Thursday, May 31, 2007


For those of you not familiar with the euro system of money, let me enlighten you! They have tons more currency options than we do in the US. They have the 1 cent, 2 cent, 5 cent, 10 cent, 20 cent, 50 cent, 1 euro, and 2 euro coins. Then they have 5, 10, 20, 50, 100, 200, 500, etc bills. All the bills are different colors and sizes (Side note: I have often harassed my brother in Germany that Americans seem to be more intelligent as we dont need size and color to help us distinguish between 5 and 10!). Aside from the monoply looking bills, the coins are a big deal. I can see both pros and cons and I know the US is thinking of making more coins because they are cheaper. However, it doesnt take long before you get weighed down with coins in your pocket or purse. And despite the great effort to make the bills look distinct from each other, they didnt do all that much with the coins....very subtle difference between 1 and 2 euro coin. Which brings me to todays storytime.....

When shopping, it is apparently a really big deal to provide the cashier with exact change. For example, at the grocery store the other day, my total was 4.08 (cat food, again!). I didnt have 8 cents so I was just going to give her a 5 bill. She was not at all pleased with this and wanted me to give her something closer to the exact amount. After fiddling around in my coin purse and her digging in my hand to take out what she wanted (which is a common occurence in stores here), she was happy with two 2 euro coins and 10 cents. So I got 2 cents back. Now, the amount of time spent on this adventure doesnt seem to outweigh the benefits to either of us.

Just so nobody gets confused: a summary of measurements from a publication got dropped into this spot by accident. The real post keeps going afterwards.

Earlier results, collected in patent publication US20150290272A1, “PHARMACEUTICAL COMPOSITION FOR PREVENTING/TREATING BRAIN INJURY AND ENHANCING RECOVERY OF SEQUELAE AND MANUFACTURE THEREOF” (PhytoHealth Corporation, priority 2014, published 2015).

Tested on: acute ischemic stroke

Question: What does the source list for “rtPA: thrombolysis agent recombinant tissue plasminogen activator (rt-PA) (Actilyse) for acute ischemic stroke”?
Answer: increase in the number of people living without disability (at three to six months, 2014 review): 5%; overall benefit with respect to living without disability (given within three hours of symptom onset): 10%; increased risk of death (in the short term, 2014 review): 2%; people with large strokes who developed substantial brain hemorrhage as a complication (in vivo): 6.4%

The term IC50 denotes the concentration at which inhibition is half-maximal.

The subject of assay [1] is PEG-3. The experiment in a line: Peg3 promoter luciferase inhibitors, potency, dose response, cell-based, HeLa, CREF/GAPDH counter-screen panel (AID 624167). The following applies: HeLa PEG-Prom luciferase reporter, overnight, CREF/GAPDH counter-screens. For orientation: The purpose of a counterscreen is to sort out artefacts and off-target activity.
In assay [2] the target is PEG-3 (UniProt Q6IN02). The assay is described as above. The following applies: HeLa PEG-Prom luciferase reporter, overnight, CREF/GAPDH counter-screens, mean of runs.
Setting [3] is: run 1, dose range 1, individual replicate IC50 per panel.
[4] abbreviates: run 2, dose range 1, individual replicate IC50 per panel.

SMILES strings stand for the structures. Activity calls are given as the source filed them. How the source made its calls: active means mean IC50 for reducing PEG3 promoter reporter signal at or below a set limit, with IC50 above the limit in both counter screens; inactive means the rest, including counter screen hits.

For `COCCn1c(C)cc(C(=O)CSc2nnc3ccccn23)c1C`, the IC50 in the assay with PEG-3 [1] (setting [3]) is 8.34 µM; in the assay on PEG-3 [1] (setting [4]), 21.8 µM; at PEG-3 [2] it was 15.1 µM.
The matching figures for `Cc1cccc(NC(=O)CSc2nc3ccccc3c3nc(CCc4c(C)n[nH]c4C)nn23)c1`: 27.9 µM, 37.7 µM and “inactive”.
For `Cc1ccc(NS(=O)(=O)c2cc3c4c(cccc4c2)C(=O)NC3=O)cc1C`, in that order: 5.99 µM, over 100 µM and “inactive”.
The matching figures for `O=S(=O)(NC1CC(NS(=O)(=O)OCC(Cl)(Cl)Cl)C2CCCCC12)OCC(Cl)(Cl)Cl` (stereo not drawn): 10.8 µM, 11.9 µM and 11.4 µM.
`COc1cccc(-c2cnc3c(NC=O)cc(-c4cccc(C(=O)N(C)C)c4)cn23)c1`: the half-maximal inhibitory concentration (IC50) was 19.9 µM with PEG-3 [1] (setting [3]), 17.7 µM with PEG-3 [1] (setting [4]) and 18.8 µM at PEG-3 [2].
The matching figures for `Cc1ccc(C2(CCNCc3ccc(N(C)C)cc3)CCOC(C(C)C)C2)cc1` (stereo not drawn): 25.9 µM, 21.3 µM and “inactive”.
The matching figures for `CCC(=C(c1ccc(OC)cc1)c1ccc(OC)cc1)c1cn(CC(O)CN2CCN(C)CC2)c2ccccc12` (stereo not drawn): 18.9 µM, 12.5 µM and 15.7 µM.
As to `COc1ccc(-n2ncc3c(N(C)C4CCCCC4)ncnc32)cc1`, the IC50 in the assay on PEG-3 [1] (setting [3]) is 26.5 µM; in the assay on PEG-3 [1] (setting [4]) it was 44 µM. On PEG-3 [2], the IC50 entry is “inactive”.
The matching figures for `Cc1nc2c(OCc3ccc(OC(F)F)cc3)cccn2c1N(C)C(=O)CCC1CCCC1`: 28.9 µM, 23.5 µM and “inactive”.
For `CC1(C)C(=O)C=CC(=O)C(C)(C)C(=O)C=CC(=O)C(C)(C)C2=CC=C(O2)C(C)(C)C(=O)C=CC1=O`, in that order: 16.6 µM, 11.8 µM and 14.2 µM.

I have seen many people approach the cashier with their hand full of coins ready to make the count for exactness. Keep in mind the options are multiplied with the coins. For example, with 8 cents in the US, you either have a nickel and 3 pennies or 8 pennies. But in Europe, you can have a 5 cents, 3 pennies, or 5 cents and one 2 cent and 1 penny, or four 2 cents, or three 2 cents and 2 pennies, etc. etc. etc.

And just today, as I finally broke down after my 3 day search for non aerosol hairspray (doesnt exist but thats another story for another time), I made my purchase for 3.39 euro. But this time, I was prepared. I had the 9 cents (5, 2 and 2)!!! Ha! But, alas, still not good enough...the cashier insisted I provide the entire 39 cents and not just the 9. When I told her I didnt have it, she grumbled and gave me my 70 cents in change!

I am completely amused at this phenomenon. It gets your heart racing as you stand in line at the cashier..."Will I be able to perform and meet expectations or will I fail and have to be given coins for change"? Its just one way that I can still make use of my math degree!


alyssa said...

That's hilarious! It's like the change nazi or something. oh, and non-aerosol hairspray does not exist?? How is a woman to survive the fumes and damage to the hair there? This is all so intriguing...please keep sharing :)

Anonymous said...

This is why I always use my Bancomat POS card.